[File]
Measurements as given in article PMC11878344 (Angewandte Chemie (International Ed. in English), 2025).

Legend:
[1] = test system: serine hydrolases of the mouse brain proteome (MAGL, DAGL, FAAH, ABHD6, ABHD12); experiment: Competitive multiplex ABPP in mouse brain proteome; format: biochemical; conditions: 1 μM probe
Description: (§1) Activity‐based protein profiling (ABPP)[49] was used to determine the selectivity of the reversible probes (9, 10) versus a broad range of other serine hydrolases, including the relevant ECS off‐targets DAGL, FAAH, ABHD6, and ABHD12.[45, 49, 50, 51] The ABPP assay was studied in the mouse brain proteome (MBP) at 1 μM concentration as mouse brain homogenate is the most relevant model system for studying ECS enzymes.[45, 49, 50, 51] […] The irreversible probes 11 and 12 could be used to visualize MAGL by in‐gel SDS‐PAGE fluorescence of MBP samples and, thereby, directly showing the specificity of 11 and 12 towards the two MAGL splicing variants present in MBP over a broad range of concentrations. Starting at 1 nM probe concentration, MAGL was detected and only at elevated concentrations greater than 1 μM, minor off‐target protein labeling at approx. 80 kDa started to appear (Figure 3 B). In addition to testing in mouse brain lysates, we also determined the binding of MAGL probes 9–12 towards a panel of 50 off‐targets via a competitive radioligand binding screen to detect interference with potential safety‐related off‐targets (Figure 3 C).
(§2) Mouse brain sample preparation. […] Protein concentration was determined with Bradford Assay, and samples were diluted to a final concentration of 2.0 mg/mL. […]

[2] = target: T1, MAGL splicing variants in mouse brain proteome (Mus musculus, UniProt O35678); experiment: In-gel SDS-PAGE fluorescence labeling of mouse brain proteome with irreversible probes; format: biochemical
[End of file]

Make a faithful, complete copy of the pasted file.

Measurements as given in article PMC11878344 (Angewandte Chemie (International Ed. in English), 2025).

Legend:
[1] = test system: serine hydrolases of the mouse brain proteome (MAGL, DAGL, FAAH, ABHD6, ABHD12); experiment: Competitive multiplex ABPP in mouse brain proteome; format: biochemical; conditions: 1 μM probe
Description: (§1) Activity‐based protein profiling (ABPP)[49] was used to determine the selectivity of the reversible probes (9, 10) versus a broad range of other serine hydrolases, including the relevant ECS off‐targets DAGL, FAAH, ABHD6, and ABHD12.[45, 49, 50, 51] The ABPP assay was studied in the mouse brain proteome (MBP) at 1 μM concentration as mouse brain homogenate is the most relevant model system for studying ECS enzymes.[45, 49, 50, 51] […] The irreversible probes 11 and 12 could be used to visualize MAGL by in‐gel SDS‐PAGE fluorescence of MBP samples and, thereby, directly showing the specificity of 11 and 12 towards the two MAGL splicing variants present in MBP over a broad range of concentrations. Starting at 1 nM probe concentration, MAGL was detected and only at elevated concentrations greater than 1 μM, minor off‐target protein labeling at approx. 80 kDa started to appear (Figure 3 B). In addition to testing in mouse brain lysates, we also determined the binding of MAGL probes 9–12 towards a panel of 50 off‐targets via a competitive radioligand binding screen to detect interference with potential safety‐related off‐targets (Figure 3 C).
(§2) Mouse brain sample preparation. […] Protein concentration was determined with Bradford Assay, and samples were diluted to a final concentration of 2.0 mg/mL. […]

[2] = target: T1, MAGL splicing variants in mouse brain proteome (Mus musculus, UniProt O35678); experiment: In-gel SDS-PAGE fluorescence labeling of mouse brain proteome with irreversible probes; format: biochemical